President Robert Mugabe kicked off his re-election campaign with a warning to the 15 member southern African regional bloc SADC that Zimbabwe could withdraw amid demands for a free and fair vote.
"Let it be known that we are in SADC (the Southern African Development Community) voluntarily. If SADC decides to do stupid things, let it be known that we can withdraw from SADC," President Robert Mugabe told a rally.
Speaking to DW, the Advocacy officer for Crisis in Zimbabwe Coalition, Nixon Nyikadzino, thinks the elections will not be credible and some Zimbabweans already view them as disputed.
“If you look at the voter registration and the inspection process, it simply shows you that the election has been manipulated," he said.
The regional bloc had pressed Mugabe to have the elections postponed in order to allow time for reforms to the electoral register and to the role of the military to be carried out.
Zimbabwe's constitutional court ruled on Thursday that the election would go ahead on July 31, despite Mugabe's request for a two-week delay. But far from being bowed by an apparent setback, a defiant Mugabe issued a fiery rallying call to supporters on Friday, as he endeavours to extend his 33-year rule.
Mugabe and his supporters
Addressing thousands of Zanu-PF supporters who turned up for his election campaign launch, Mugabe spiritedly urged them to vote for his party in tones that suggested he was fighting for political survival.
"You are our soldiers. You have a battle to fight. Go into the battle well-armed. "Go into the battle with the full knowledge that there is a political enemy. This is a do or die struggle,” Mugabe told his supporters.
The Zanu PF election manifesto and campaign is based on the theme Indigenise, Empower, Develop and Create Employment,
Zanu PF leaders believe that indigenisation, which means increasing local participation in foreign-owned firms, together with the land reform programme it embarked on in 2000, will deliver the election victory they desperately need for survival.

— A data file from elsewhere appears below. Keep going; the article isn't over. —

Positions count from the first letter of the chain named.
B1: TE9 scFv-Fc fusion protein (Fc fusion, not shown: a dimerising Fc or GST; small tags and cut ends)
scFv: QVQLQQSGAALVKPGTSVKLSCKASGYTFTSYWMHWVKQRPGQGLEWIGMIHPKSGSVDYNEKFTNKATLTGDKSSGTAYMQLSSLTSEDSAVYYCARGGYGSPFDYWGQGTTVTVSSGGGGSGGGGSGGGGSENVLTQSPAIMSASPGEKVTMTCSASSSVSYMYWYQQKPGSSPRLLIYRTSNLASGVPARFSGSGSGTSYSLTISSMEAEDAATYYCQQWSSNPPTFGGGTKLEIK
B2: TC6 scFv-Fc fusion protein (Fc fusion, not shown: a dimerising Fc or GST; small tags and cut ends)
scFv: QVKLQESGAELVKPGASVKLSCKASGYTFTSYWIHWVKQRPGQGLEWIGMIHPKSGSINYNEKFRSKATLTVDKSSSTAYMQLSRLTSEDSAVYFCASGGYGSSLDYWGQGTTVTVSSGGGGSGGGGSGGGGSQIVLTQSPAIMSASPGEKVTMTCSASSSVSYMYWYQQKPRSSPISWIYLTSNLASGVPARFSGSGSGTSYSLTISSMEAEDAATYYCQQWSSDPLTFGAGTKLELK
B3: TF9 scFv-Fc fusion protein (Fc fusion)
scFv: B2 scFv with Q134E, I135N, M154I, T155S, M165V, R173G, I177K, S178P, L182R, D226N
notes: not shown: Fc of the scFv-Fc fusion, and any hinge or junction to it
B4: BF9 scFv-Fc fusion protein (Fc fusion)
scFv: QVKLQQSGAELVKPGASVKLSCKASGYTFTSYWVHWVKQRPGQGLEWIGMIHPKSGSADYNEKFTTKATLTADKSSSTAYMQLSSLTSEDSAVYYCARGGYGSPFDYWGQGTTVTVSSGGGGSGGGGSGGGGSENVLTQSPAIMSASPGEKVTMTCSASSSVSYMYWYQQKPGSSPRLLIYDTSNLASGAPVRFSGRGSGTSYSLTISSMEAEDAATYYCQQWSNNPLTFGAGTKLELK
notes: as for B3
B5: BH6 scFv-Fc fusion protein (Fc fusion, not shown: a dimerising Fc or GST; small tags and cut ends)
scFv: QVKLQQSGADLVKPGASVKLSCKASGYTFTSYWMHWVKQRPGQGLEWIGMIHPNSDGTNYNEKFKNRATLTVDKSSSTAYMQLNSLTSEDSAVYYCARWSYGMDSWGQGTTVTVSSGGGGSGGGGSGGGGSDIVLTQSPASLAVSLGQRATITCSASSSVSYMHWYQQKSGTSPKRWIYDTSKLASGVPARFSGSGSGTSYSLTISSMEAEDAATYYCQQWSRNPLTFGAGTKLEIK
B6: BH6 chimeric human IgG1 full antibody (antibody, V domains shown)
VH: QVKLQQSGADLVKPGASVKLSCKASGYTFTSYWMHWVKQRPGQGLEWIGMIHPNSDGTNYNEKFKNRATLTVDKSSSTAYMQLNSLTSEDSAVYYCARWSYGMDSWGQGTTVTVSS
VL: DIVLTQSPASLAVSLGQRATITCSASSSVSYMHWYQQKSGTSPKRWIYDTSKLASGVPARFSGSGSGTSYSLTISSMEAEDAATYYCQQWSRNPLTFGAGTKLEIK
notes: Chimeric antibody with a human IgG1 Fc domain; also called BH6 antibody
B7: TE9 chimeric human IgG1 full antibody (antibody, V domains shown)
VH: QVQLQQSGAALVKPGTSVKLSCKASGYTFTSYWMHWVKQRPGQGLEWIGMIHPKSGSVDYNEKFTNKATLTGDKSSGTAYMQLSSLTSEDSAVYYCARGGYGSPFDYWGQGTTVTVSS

Prospects for an opposition victory
For years now, victory has eluded the main opposition party, the Movement for Democratic Change (MDC), but this year could be a turning point for the party, which is exuding confidence.
"The people of Zimbabwe are ready for change. We have absolutely no doubt that Prime Minister Morgan Tsvangirai will be the next president of Zimbabwe," said Finance Minister Tendai Biti, who is one of Tsvangirai's main backers.
Tsvangirai has posed the stiffest challenge to Mugabe in his 33-year rule of the southern African nation, but failed to win in the last elections in 2008 which were marred by violence.
But Defence Minister Emmerson Mnangagwa, who backs President Mugabe, voiced confidence that his candidate would win.
"We as ZANU-PF are very confident of victory in the harmonised elections with President Mugabe because of the progressive policies that we have put across," Mnangagwa told journalists.
Mugabe, who at the age of 89 is Africa's oldest leader, wants to continue at the helm of Zimbabwe despite worries about his health and advanced years. He denied reports that he suffers from prostate cancer or other major health problems.
He says he has cataracts, and returned home from Singapore on Sunday from what his spokesman called a routine visit to an eye specialist.